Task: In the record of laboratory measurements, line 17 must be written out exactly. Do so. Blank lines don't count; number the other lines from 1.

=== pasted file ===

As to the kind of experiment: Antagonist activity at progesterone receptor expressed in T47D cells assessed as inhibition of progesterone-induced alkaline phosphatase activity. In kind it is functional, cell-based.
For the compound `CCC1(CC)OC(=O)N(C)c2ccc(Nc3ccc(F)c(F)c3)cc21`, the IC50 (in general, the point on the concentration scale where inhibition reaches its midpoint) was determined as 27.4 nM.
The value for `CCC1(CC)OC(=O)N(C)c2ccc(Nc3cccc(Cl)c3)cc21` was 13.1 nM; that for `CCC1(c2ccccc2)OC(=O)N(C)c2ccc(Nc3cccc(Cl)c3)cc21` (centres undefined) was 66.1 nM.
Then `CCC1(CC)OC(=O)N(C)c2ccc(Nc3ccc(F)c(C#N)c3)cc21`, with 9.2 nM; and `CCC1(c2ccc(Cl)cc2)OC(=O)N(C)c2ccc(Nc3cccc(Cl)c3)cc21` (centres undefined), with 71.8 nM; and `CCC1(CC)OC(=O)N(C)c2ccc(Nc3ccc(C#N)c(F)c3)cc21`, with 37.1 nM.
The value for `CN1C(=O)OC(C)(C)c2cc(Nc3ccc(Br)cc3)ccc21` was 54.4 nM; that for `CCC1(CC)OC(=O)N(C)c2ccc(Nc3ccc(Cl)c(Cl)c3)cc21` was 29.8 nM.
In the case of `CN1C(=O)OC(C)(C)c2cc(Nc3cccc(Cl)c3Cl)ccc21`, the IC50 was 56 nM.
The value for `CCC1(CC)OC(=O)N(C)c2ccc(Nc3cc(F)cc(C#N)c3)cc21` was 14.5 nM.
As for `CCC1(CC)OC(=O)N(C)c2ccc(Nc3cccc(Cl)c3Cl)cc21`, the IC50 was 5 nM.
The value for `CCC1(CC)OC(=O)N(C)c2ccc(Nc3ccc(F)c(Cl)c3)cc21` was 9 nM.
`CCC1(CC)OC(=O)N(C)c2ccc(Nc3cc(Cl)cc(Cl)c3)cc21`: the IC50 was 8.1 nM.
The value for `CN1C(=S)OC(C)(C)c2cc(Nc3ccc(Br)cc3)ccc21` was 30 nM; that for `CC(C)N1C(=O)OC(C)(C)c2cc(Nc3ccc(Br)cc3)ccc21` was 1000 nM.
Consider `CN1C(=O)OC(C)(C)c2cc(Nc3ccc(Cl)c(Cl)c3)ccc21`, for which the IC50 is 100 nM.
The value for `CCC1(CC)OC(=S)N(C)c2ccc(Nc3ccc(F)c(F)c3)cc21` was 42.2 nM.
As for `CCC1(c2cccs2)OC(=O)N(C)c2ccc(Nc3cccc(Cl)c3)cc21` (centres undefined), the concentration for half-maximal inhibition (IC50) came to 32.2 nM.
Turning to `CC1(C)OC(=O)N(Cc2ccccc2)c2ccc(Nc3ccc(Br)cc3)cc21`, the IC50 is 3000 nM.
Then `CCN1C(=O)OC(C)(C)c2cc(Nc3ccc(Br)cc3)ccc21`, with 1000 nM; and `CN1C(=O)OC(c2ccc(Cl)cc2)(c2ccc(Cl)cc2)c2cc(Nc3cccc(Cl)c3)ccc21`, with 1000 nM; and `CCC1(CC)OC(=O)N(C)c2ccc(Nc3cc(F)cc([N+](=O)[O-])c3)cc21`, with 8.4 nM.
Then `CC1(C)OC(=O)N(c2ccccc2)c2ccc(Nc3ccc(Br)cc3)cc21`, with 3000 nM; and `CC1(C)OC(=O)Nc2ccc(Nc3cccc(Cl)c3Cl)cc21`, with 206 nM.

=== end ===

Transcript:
Then `CC1(C)OC(=O)N(c2ccccc2)c2ccc(Nc3ccc(Br)cc3)cc21`, with 3000 nM; and `CC1(C)OC(=O)Nc2ccc(Nc3cccc(Cl)c3Cl)cc21`, with 206 nM.